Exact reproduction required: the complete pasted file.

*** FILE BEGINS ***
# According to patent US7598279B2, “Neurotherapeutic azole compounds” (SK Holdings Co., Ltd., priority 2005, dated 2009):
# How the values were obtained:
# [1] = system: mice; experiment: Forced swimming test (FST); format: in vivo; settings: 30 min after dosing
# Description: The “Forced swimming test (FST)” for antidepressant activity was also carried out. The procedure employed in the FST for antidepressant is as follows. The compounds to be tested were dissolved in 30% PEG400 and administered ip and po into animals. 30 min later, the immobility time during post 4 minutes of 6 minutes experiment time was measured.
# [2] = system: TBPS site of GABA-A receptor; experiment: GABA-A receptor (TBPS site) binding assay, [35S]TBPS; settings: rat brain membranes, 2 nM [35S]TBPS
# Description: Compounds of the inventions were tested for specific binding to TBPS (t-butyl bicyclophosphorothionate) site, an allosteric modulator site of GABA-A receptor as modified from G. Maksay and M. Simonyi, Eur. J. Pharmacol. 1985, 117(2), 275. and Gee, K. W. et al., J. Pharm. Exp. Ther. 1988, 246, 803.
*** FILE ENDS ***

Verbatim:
# According to patent US7598279B2, “Neurotherapeutic azole compounds” (SK Holdings Co., Ltd., priority 2005, dated 2009):
# How the values were obtained:
# [1] = system: mice; experiment: Forced swimming test (FST); format: in vivo; settings: 30 min after dosing
# Description: The “Forced swimming test (FST)” for antidepressant activity was also carried out. The procedure employed in the FST for antidepressant is as follows. The compounds to be tested were dissolved in 30% PEG400 and administered ip and po into animals. 30 min later, the immobility time during post 4 minutes of 6 minutes experiment time was measured.
# [2] = system: TBPS site of GABA-A receptor; experiment: GABA-A receptor (TBPS site) binding assay, [35S]TBPS; settings: rat brain membranes, 2 nM [35S]TBPS
# Description: Compounds of the inventions were tested for specific binding to TBPS (t-butyl bicyclophosphorothionate) site, an allosteric modulator site of GABA-A receptor as modified from G. Maksay and M. Simonyi, Eur. J. Pharmacol. 1985, 117(2), 275. and Gee, K. W. et al., J. Pharm. Exp. Ther. 1988, 246, 803.